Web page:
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Carl Nassib and Ashlyn Harris embody the LGBTQ inclusion pillars of representation and activism

In an eventful 24 hours, Nassib breaks an NFL barrier by coming out while Harris stands up for Florida’s transgender community.

Denver Broncos v Las Vegas Raiders
Carl Nassib demonstrates how all of us felt after his coming out announcement.
Photo by Ethan Miller/Getty Images

It’s a pretty good rule of thumb that anytime an active NFL player comes out, it’s a great week for LGBTQ sports.

Indeed, when I heard the news about Carl Nassib on Monday afternoon, one of my first thoughts was, “I’m living through sports history.” I could sense the magnitude of the moment because it might have been the first time this lifelong baseball fanboy was happy to see the NFL dominate the news cycle in June.

But it was also special because Nassib’s coming out announcement was taking place just one day after another important LGBTQ sports story. And taken together, these pieces of news represented two of the most important pillars of our community’s push for equality: representation and activism.

On Sunday, Ashlyn Harris led her Orlando Pride teammates in a public display of support for the transgender community. While the national anthem was being sung before their match, every Pride player donned tie-dyed shirts bearing the message “Protect Trans Kids.”

Following the match, Harris, who is lesbian, delivered a rebuke of Florida Gov. Ron DeSantis and the trans athlete ban he signed into law on the first day of Pride month:

“This sport has given me so much. It’s given me a place to call home. Truthfully, it saved my life. And I just feel really sad that our governor is attacking these children and telling them they can’t play this sport, which for us is a place where everyone belongs. It’s an inclusive sport, everyone’s safe, everyone is seen, everyone is accepted for all their individualities and their differences. Our team is heartbroken and we need to make actionable steps.”

The story of Harris and the Pride’s criticism of their transphobic governor didn’t get nearly as much public attention as Nassib’s coming out. For one thing, the NFL is America’s sports behemoth. And for another, as history has shown, sometimes women need to defeat literally every other country on the planet to get noticed by ESPN.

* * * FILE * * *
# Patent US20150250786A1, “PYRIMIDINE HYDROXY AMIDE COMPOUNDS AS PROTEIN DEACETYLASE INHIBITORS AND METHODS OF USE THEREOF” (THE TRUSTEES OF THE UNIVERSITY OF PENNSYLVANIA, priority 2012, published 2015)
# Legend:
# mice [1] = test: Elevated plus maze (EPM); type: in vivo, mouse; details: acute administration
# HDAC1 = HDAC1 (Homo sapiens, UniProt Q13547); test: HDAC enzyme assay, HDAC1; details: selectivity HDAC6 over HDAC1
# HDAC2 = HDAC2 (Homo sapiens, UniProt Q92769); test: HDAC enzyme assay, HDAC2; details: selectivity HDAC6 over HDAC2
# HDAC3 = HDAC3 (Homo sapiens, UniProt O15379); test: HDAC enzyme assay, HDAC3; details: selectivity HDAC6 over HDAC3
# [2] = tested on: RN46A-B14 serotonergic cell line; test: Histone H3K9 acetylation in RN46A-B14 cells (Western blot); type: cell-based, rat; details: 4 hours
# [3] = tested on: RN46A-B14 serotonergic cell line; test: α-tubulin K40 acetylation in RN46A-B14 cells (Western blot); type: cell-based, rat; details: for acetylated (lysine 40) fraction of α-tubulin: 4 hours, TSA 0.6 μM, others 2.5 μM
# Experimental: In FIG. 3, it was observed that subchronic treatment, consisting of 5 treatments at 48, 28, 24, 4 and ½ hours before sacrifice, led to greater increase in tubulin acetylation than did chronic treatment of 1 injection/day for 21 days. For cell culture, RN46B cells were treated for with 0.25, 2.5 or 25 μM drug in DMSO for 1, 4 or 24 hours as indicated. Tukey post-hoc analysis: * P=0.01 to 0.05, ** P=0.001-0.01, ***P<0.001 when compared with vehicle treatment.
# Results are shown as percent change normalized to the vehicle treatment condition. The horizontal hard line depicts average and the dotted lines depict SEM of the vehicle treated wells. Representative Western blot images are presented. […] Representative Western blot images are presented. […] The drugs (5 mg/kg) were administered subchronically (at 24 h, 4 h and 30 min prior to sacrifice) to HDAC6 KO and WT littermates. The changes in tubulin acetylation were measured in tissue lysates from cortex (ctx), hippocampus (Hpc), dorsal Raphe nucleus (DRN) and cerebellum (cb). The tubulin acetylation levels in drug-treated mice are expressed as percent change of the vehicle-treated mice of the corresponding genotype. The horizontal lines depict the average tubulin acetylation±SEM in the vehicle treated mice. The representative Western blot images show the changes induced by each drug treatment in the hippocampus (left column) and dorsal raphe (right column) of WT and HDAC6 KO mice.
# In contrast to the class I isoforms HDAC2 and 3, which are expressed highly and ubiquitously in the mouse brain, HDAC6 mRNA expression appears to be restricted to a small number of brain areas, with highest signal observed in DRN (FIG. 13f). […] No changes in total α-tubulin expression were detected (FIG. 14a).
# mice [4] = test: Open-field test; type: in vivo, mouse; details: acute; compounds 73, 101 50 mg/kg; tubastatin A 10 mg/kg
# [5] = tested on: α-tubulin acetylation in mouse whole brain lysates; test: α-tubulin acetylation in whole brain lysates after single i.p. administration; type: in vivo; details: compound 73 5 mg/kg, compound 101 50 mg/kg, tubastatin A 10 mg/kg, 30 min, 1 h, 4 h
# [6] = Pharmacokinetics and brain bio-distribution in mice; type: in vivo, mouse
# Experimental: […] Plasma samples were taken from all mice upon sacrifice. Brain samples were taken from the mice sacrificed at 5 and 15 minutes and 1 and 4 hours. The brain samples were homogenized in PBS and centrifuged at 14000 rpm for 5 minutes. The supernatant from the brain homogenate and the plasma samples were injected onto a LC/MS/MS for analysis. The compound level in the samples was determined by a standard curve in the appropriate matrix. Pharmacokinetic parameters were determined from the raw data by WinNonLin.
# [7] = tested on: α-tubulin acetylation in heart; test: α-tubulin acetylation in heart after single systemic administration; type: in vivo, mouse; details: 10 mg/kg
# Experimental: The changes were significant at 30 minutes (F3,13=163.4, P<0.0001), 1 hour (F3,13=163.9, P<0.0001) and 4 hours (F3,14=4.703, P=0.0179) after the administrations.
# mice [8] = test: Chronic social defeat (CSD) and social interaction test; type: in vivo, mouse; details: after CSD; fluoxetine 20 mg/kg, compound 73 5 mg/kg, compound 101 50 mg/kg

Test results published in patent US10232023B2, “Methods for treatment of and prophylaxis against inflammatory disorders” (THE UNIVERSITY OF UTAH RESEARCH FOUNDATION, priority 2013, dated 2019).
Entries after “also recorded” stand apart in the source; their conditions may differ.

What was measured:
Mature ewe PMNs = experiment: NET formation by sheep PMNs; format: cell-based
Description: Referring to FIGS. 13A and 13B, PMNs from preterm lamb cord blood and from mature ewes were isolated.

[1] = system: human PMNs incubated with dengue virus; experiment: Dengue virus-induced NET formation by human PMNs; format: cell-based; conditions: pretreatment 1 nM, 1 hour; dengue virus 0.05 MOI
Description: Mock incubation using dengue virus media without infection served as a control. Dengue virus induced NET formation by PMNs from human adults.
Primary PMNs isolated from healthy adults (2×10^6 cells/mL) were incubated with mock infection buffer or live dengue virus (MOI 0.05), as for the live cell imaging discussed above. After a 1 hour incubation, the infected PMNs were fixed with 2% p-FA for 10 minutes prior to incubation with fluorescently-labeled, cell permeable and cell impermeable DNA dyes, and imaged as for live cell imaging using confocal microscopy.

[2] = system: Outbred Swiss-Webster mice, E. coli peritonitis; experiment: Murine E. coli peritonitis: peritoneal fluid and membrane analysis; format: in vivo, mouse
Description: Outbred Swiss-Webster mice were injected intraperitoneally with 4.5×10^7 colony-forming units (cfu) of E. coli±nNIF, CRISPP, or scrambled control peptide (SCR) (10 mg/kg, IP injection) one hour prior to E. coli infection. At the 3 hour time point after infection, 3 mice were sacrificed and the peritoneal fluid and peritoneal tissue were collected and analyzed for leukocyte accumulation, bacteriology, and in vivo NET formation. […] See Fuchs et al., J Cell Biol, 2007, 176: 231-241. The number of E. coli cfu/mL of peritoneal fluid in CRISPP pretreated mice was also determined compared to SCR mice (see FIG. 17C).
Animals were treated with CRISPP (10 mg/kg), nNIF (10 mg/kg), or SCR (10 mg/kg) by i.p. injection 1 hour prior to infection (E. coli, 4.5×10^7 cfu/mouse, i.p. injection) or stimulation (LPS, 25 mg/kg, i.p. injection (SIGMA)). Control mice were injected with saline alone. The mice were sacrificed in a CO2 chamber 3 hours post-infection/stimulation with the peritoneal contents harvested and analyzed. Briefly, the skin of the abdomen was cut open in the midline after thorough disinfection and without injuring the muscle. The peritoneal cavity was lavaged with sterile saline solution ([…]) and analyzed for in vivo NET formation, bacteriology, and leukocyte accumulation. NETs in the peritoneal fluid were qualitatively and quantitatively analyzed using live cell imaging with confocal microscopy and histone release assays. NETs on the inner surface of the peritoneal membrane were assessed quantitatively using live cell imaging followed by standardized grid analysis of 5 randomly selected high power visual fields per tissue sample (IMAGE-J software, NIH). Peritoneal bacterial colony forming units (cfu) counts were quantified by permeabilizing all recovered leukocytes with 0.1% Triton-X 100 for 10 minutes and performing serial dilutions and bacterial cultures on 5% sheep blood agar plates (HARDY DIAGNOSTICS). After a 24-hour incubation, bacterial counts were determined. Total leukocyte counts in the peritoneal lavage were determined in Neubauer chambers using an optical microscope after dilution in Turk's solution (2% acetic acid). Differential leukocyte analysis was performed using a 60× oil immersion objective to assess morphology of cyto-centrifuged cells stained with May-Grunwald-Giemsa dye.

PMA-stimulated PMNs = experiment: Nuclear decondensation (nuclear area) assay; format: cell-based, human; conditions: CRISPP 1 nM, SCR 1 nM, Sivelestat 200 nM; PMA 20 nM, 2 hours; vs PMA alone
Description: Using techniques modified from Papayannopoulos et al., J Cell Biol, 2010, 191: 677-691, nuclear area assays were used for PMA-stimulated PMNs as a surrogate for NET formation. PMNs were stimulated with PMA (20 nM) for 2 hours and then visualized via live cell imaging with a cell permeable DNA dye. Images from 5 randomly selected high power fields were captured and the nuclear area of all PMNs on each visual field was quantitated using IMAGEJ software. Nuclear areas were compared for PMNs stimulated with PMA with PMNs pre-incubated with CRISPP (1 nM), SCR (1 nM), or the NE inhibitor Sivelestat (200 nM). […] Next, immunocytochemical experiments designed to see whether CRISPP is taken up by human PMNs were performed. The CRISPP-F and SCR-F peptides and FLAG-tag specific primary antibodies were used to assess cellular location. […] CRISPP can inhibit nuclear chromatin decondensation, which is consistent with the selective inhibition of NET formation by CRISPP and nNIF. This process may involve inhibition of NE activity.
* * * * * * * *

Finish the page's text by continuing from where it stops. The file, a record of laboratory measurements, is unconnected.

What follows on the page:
Nonetheless, the significance of Orlando’s work should be self evident, regardless of how much spotlight the media gives it. If DeSantis is going to mark the beginning of June by channeling his inner JK Rowling, it’s only appropriate that the fight to defeat his agenda is being led by a team called the Pride.

Kansas City v Orlando Pride
It’s also appropriate that Ashlyn Harris is leading the charge to make another save.
Photo by Jeremy Reper/ISI Photos/Getty Images

Less than a day after Harris stood up for the trans community, Nassib shook up the entire LGBTQ sports universe in the best possible way. One of the things that struck me about his Instagram announcement was the admission that, “I’m a pretty private person so I hope you guys know that I’m not doing this for attention. I just think that representation and visibility are so important.” If he did nothing other than make this statement, Nassib would still go down as one of the most important gay trailblazers in sports history.

To see Nassib’s coming out become the biggest story in sports followed by wave after wave of unequivocal support from JJ Watt to Julian Edelman to Saquon Barkley to Roger Goodell underscores everything he said about representation and visibility.

As Nassib later posted, it took him 15 years to get to the point where he was ready to share his truth with the world. Thanks to his bravery in becoming the face of LGBTQ participation in the NFL, it probably won’t have to take that long for anyone who wants to follow in his footsteps.

Representation and activism have gone hand in hand to bring the LGBTQ community to where it is today. In fact, you can make a good argument that the joy underscoring Nassib’s representation is made possible by the activism of figures like Harris. While it has gotten better for some of America’s LGBTQ population, it’s vital to remember that others are still living in crisis and we still need to put in the work to uplift them as well.

As Harris’s post-match comments indicated, she understands that it’s her job to make sure others in our community get to someday experience the joy of representation too:

“I want [the transgender community’s] stories to be told. These trans children have names and they have stories and they need to be told...Hopefully, we can tell the stories of...these women and girls out here who are just trying to find a place where they belong, and a team that sees them how they see themselves in the mirror.”

As we celebrate Nassib, his coming out also serves as a reminder that our fight isn’t over. Nassib is donating $100,000 to The Trevor Project. Harris and the Pride are working with Equality Florida to push back against DeSantis’s transphobic agenda. Additionally, Harris has expressed hopes to develop a local sports community with an emphasis on creating a safe space for transgender kids.

The fact that both Nassib’s and Harris’s stories happened within 24 hours makes me thankful for both of these athletic role models. I’m grateful for Nassib for giving our community someone we can justifiably celebrate for his bravery and his example. And I’m also making sure to remember Harris’s powerful words and actions which emphasize that we must continue pushing for inclusion in the hopes that someday, every LGBTQ person can live through a similar moment.